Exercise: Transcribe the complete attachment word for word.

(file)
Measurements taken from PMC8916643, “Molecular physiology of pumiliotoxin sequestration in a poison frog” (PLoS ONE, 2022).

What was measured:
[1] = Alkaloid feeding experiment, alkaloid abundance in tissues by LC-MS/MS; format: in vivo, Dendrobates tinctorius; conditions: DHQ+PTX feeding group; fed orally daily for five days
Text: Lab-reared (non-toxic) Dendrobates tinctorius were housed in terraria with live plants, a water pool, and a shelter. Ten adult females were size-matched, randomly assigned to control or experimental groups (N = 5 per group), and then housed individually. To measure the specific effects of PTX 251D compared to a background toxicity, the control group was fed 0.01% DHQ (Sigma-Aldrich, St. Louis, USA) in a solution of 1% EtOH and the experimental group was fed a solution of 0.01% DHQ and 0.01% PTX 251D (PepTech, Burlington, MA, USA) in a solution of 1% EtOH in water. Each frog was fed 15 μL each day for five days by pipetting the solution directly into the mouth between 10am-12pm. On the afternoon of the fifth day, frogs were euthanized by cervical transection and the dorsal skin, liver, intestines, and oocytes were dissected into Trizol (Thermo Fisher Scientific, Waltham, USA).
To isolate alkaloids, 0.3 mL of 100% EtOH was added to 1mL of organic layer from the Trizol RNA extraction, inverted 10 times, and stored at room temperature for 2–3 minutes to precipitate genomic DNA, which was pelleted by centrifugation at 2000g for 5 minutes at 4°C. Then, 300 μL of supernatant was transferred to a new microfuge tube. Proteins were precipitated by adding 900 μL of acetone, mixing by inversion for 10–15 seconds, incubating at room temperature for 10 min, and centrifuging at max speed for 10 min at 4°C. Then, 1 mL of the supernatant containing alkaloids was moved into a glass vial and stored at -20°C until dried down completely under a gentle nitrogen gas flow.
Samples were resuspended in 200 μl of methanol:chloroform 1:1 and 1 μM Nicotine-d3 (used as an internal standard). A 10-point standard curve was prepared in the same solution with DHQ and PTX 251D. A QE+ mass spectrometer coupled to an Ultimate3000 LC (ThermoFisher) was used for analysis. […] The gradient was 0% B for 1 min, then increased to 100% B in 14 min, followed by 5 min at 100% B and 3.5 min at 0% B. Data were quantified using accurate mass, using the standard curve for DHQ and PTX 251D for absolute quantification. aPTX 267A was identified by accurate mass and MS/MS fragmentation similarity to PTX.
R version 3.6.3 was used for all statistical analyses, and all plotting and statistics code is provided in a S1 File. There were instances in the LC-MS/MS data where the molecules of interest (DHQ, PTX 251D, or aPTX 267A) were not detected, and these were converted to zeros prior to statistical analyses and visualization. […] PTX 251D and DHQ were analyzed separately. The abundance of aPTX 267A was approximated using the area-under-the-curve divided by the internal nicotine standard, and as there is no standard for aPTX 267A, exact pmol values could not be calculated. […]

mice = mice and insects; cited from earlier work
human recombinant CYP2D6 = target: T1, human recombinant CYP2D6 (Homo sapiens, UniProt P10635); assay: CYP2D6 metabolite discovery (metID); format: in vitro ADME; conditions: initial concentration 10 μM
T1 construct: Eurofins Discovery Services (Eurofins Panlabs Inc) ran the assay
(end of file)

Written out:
Measurements taken from PMC8916643, “Molecular physiology of pumiliotoxin sequestration in a poison frog” (PLoS ONE, 2022).

What was measured:
[1] = Alkaloid feeding experiment, alkaloid abundance in tissues by LC-MS/MS; format: in vivo, Dendrobates tinctorius; conditions: DHQ+PTX feeding group; fed orally daily for five days
Text: Lab-reared (non-toxic) Dendrobates tinctorius were housed in terraria with live plants, a water pool, and a shelter. Ten adult females were size-matched, randomly assigned to control or experimental groups (N = 5 per group), and then housed individually. To measure the specific effects of PTX 251D compared to a background toxicity, the control group was fed 0.01% DHQ (Sigma-Aldrich, St. Louis, USA) in a solution of 1% EtOH and the experimental group was fed a solution of 0.01% DHQ and 0.01% PTX 251D (PepTech, Burlington, MA, USA) in a solution of 1% EtOH in water. Each frog was fed 15 μL each day for five days by pipetting the solution directly into the mouth between 10am-12pm. On the afternoon of the fifth day, frogs were euthanized by cervical transection and the dorsal skin, liver, intestines, and oocytes were dissected into Trizol (Thermo Fisher Scientific, Waltham, USA).
To isolate alkaloids, 0.3 mL of 100% EtOH was added to 1mL of organic layer from the Trizol RNA extraction, inverted 10 times, and stored at room temperature for 2–3 minutes to precipitate genomic DNA, which was pelleted by centrifugation at 2000g for 5 minutes at 4°C. Then, 300 μL of supernatant was transferred to a new microfuge tube. Proteins were precipitated by adding 900 μL of acetone, mixing by inversion for 10–15 seconds, incubating at room temperature for 10 min, and centrifuging at max speed for 10 min at 4°C. Then, 1 mL of the supernatant containing alkaloids was moved into a glass vial and stored at -20°C until dried down completely under a gentle nitrogen gas flow.
Samples were resuspended in 200 μl of methanol:chloroform 1:1 and 1 μM Nicotine-d3 (used as an internal standard). A 10-point standard curve was prepared in the same solution with DHQ and PTX 251D. A QE+ mass spectrometer coupled to an Ultimate3000 LC (ThermoFisher) was used for analysis. […] The gradient was 0% B for 1 min, then increased to 100% B in 14 min, followed by 5 min at 100% B and 3.5 min at 0% B. Data were quantified using accurate mass, using the standard curve for DHQ and PTX 251D for absolute quantification. aPTX 267A was identified by accurate mass and MS/MS fragmentation similarity to PTX.
R version 3.6.3 was used for all statistical analyses, and all plotting and statistics code is provided in a S1 File. There were instances in the LC-MS/MS data where the molecules of interest (DHQ, PTX 251D, or aPTX 267A) were not detected, and these were converted to zeros prior to statistical analyses and visualization. […] PTX 251D and DHQ were analyzed separately. The abundance of aPTX 267A was approximated using the area-under-the-curve divided by the internal nicotine standard, and as there is no standard for aPTX 267A, exact pmol values could not be calculated. […]

mice = mice and insects; cited from earlier work
human recombinant CYP2D6 = target: T1, human recombinant CYP2D6 (Homo sapiens, UniProt P10635); assay: CYP2D6 metabolite discovery (metID); format: in vitro ADME; conditions: initial concentration 10 μM
T1 construct: Eurofins Discovery Services (Eurofins Panlabs Inc) ran the assay